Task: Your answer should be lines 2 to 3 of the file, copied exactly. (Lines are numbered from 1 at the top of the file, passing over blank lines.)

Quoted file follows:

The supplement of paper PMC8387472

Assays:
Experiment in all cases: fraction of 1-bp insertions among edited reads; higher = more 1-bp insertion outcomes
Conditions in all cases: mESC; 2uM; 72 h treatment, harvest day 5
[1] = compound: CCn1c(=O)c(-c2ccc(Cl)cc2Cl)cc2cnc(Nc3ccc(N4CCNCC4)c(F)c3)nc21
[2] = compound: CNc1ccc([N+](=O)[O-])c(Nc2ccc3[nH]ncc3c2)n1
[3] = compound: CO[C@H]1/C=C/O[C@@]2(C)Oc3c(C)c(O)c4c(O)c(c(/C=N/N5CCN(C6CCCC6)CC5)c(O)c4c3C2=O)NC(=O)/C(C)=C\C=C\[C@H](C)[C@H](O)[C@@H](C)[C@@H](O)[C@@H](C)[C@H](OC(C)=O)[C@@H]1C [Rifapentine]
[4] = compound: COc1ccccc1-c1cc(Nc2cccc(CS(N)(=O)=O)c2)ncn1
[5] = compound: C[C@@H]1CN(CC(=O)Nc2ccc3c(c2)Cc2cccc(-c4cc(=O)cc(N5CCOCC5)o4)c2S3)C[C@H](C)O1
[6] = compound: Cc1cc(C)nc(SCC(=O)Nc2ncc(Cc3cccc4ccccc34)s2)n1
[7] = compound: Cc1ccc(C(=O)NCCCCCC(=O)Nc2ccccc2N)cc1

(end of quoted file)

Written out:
Assays:
Experiment in all cases: fraction of 1-bp insertions among edited reads; higher = more 1-bp insertion outcomes